For example, during pick-up basketball around the world, many players who dunk the basketball are always giving something extra. Whether that is pulling themselves way over the rim or slapping the backboard hard on the way down, they are looking for a reaction.

This is a way players try to trash talk or intimidate other players. Call it showboating taunting and everything in between. 

If the rule was not in place in the NBA this is what you would see and many more fights would happen because of it.

Will the rim break from dunking or hanging on it?

Ever since the days of Shaq in the early 1990s basketball rims have been tried and tested and are built extremely strong and weight-bearing especially for guys like Shaq. For starters they are made of high-grade steel and are spring loaded.

Spring-loaded allows for players to hang on the rim without bending it or damaging it.

Most hoops can easily hold Shaq. The basketball hoops you see in college and professional leagues are durable and will last a lifetime without any issues.

They would be checked for maintenance but usually, no major repairs are needed.

The hoops that you see in high school and some college gyms where their frame and its structure hang from the roof of the gym are only as strong as there structure. 

Some basketball hoops are mounted to the frame that pulls out from the wall. Most basketball hoops are able to withstand the forces of a dunk.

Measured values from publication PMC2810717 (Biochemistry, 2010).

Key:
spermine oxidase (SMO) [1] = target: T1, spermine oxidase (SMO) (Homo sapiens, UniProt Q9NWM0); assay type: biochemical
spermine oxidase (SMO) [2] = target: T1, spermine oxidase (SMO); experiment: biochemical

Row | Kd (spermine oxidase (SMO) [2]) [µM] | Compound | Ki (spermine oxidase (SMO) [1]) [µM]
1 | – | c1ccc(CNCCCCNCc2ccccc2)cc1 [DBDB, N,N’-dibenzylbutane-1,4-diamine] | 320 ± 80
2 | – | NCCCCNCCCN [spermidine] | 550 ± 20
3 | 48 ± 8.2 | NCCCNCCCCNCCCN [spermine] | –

There are many different basketball goals on the market that are built to last but the reality is not every hoop does.

No dunk Rule

This is why many high schools and senior men’s basketball leagues will have a no dunking rule.

Usually, in the high school in men’s leagues, I have been a part of there are often times that a rule that is enforced is no dunking or hanging on the rim rule during warm-up.

This rule seems to be violated during halftime when players are warming p for the second half. Players often try to attempt a dunk or grab the rim to impress their friends.

The reason for this rule in place is because the school can’t afford to replace the rims or doesn’t have an extra hoop on site.


In conclusion, most players in the NBA can dunk the basketball. But dunking in games is not as easy as it sounds and requires speed and explosive power.

Just ask J.J Reddick who has only dunked once in his 15 year NBA career, for a player that averages 12 points a game that should say something. Let them Hang.